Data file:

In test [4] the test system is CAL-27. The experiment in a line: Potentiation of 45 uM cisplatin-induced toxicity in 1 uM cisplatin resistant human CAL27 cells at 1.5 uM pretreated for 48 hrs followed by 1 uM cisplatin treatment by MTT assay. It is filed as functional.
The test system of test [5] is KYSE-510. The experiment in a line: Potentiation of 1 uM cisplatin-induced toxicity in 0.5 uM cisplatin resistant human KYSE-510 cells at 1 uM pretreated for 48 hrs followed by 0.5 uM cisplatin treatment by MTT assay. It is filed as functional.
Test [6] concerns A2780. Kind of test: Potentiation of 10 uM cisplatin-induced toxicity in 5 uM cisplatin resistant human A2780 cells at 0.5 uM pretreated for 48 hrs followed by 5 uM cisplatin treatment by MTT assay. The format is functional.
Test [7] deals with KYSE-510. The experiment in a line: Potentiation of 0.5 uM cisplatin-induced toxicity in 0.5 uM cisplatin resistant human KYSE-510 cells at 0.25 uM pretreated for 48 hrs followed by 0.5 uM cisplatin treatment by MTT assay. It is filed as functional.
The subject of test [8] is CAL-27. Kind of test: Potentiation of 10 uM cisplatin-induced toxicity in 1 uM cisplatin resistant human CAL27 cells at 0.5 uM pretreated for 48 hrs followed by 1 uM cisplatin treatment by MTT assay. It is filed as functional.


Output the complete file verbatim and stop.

In test [4] the test system is CAL-27. The experiment in a line: Potentiation of 45 uM cisplatin-induced toxicity in 1 uM cisplatin resistant human CAL27 cells at 1.5 uM pretreated for 48 hrs followed by 1 uM cisplatin treatment by MTT assay. It is filed as functional.
The test system of test [5] is KYSE-510. The experiment in a line: Potentiation of 1 uM cisplatin-induced toxicity in 0.5 uM cisplatin resistant human KYSE-510 cells at 1 uM pretreated for 48 hrs followed by 0.5 uM cisplatin treatment by MTT assay. It is filed as functional.
Test [6] concerns A2780. Kind of test: Potentiation of 10 uM cisplatin-induced toxicity in 5 uM cisplatin resistant human A2780 cells at 0.5 uM pretreated for 48 hrs followed by 5 uM cisplatin treatment by MTT assay. The format is functional.
Test [7] deals with KYSE-510. The experiment in a line: Potentiation of 0.5 uM cisplatin-induced toxicity in 0.5 uM cisplatin resistant human KYSE-510 cells at 0.25 uM pretreated for 48 hrs followed by 0.5 uM cisplatin treatment by MTT assay. It is filed as functional.
The subject of test [8] is CAL-27. Kind of test: Potentiation of 10 uM cisplatin-induced toxicity in 1 uM cisplatin resistant human CAL27 cells at 0.5 uM pretreated for 48 hrs followed by 1 uM cisplatin treatment by MTT assay. It is filed as functional.